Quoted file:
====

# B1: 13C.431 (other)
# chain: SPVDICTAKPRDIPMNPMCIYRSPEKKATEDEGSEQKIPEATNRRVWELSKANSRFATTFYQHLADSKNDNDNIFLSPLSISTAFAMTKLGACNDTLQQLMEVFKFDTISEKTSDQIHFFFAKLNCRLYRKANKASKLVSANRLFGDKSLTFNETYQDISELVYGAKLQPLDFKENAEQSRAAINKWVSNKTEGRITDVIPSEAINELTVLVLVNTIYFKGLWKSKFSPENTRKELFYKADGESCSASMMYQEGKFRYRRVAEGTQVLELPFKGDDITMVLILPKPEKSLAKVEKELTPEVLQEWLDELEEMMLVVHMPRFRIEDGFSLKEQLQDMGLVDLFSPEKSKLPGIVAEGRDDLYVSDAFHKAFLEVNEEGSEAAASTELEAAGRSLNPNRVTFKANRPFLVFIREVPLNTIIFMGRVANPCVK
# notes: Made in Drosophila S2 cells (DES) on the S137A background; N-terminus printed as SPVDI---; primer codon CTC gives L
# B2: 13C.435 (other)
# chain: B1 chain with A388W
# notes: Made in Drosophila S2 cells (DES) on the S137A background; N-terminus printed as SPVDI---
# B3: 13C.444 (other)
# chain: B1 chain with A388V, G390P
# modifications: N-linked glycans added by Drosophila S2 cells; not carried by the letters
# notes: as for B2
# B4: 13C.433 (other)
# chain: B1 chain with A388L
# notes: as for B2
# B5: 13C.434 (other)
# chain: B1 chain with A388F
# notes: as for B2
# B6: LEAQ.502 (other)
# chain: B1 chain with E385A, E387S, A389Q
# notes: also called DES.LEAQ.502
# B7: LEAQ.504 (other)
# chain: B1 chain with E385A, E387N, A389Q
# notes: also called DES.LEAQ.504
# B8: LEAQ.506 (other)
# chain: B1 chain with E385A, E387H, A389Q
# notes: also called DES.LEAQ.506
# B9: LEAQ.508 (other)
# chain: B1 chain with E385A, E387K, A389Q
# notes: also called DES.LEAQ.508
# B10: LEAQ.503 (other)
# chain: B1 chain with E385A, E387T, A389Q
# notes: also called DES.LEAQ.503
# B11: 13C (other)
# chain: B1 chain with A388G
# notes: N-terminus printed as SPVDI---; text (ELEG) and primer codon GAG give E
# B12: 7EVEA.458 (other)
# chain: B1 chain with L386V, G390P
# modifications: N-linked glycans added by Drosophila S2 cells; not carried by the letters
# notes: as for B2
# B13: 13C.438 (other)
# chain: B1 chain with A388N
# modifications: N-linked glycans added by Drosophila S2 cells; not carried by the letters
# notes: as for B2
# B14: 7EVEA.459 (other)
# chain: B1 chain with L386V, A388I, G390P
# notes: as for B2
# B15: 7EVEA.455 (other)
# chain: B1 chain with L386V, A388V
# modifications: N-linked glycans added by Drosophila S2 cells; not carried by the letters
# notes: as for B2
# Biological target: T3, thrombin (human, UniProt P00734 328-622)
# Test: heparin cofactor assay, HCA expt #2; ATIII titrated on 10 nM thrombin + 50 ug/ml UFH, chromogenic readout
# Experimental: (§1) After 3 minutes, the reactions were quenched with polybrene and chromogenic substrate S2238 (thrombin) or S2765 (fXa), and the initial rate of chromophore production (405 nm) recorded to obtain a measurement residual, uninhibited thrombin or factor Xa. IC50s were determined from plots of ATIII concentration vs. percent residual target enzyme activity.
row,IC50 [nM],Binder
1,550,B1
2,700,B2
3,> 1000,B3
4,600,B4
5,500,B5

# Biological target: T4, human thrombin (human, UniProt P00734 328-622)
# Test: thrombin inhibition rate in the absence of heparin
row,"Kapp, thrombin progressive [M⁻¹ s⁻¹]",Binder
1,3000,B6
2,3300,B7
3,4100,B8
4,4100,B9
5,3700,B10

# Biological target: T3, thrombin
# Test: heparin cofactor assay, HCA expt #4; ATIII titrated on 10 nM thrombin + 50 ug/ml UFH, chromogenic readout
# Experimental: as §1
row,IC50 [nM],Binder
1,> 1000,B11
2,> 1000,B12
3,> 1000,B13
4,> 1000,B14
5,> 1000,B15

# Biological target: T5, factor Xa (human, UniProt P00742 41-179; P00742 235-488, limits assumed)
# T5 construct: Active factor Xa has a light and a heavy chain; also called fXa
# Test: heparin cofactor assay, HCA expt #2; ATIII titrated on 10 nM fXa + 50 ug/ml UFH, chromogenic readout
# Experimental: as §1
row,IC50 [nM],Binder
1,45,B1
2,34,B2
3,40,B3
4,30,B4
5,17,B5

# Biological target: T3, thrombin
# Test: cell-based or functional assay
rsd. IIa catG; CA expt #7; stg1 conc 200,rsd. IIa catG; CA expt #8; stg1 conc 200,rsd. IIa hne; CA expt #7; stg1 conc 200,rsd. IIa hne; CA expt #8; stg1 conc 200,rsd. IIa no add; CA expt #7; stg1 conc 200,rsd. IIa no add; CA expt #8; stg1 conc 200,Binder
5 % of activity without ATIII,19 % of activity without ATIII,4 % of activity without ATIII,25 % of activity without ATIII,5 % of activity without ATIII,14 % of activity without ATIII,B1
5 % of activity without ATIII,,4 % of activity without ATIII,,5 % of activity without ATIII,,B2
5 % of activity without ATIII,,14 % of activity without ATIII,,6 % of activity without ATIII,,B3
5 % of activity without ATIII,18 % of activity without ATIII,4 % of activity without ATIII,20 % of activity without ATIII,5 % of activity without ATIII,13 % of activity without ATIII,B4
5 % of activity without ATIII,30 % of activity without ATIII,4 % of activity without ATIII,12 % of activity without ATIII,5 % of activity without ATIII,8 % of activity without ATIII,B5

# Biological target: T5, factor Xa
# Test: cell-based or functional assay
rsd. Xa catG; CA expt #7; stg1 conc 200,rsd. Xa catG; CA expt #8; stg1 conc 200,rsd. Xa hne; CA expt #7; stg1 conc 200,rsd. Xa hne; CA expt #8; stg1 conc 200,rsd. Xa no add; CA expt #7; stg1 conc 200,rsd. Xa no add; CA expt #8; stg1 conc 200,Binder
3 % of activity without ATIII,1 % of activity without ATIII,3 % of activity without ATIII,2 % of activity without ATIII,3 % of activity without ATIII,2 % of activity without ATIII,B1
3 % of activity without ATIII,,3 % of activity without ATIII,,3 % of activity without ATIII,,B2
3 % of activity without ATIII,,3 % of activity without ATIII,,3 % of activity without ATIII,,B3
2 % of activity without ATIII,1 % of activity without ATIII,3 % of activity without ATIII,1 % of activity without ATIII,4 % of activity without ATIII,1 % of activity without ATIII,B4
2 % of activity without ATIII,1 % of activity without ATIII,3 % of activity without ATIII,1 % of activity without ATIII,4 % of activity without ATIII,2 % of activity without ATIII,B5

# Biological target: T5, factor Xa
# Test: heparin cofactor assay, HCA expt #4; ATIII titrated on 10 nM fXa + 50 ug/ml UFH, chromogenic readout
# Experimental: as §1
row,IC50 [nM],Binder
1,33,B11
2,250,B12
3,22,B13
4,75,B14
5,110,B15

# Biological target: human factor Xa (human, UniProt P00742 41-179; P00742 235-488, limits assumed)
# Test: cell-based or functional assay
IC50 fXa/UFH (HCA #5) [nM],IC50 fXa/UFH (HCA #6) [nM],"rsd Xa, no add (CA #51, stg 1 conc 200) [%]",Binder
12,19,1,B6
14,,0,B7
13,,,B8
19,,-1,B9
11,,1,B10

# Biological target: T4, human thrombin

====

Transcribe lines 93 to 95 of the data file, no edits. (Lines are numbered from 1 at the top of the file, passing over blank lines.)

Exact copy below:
5 % of activity without ATIII,30 % of activity without ATIII,4 % of activity without ATIII,12 % of activity without ATIII,5 % of activity without ATIII,8 % of activity without ATIII,B5

# Biological target: T5, factor Xa
# Test: cell-based or functional assay